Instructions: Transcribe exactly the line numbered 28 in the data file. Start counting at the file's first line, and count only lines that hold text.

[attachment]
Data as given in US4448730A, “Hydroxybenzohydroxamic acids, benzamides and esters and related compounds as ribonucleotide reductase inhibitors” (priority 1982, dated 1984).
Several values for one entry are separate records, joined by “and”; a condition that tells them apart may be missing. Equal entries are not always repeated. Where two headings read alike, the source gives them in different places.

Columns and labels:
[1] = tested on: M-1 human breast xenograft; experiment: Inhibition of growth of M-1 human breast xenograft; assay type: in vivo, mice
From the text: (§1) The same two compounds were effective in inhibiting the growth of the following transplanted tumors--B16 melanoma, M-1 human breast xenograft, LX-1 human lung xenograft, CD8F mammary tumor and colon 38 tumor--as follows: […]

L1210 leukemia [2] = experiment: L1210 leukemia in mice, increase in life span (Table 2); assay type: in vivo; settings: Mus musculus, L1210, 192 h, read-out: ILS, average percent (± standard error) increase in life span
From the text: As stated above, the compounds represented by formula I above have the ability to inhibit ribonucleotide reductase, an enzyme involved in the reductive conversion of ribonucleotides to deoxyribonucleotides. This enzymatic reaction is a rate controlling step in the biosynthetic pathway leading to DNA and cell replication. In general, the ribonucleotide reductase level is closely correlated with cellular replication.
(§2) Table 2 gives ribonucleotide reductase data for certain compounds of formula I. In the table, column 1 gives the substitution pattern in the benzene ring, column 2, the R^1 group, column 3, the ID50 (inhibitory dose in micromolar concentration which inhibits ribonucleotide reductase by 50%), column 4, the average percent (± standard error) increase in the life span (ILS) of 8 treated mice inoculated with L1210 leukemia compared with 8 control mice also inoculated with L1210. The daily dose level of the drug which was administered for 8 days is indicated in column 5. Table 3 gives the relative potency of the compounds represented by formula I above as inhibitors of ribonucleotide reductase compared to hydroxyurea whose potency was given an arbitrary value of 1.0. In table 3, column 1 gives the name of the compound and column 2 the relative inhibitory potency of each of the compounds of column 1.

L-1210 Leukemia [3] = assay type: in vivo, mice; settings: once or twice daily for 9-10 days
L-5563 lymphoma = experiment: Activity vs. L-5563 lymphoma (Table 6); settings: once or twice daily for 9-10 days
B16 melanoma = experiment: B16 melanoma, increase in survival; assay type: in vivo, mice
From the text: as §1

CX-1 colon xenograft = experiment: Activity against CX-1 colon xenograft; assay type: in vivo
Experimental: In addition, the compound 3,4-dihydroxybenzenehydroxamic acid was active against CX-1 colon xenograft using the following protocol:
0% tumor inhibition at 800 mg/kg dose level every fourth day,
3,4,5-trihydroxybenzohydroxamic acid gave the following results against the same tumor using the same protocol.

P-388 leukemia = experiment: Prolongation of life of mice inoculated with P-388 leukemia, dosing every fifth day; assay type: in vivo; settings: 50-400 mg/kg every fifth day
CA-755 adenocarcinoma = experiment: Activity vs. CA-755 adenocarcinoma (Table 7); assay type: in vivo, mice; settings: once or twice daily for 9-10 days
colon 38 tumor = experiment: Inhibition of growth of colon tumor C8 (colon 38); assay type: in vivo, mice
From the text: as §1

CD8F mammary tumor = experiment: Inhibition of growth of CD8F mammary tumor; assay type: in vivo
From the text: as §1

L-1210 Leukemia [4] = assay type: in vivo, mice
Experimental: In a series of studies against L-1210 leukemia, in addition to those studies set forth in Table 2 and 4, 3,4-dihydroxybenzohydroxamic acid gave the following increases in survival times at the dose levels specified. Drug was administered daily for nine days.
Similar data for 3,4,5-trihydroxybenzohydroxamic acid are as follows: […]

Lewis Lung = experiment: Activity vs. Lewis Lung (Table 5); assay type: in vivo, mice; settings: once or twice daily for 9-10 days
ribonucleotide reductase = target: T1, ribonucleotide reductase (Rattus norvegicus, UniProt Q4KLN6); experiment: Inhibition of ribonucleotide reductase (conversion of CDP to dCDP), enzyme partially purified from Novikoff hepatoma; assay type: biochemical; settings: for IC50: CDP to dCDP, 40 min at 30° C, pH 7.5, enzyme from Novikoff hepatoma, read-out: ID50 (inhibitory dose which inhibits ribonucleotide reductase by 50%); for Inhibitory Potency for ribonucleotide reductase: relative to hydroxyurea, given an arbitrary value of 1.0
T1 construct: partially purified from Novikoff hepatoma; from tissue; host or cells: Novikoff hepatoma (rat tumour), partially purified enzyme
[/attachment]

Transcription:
T1 construct: partially purified from Novikoff hepatoma; from tissue; host or cells: Novikoff hepatoma (rat tumour), partially purified enzyme